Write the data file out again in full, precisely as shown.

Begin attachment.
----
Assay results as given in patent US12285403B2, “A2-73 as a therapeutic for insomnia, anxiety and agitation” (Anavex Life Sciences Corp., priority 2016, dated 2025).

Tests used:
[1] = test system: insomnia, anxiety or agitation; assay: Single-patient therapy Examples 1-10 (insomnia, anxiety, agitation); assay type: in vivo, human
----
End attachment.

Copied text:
Assay results as given in patent US12285403B2, “A2-73 as a therapeutic for insomnia, anxiety and agitation” (Anavex Life Sciences Corp., priority 2016, dated 2025).

Tests used:
[1] = test system: insomnia, anxiety or agitation; assay: Single-patient therapy Examples 1-10 (insomnia, anxiety, agitation); assay type: in vivo, human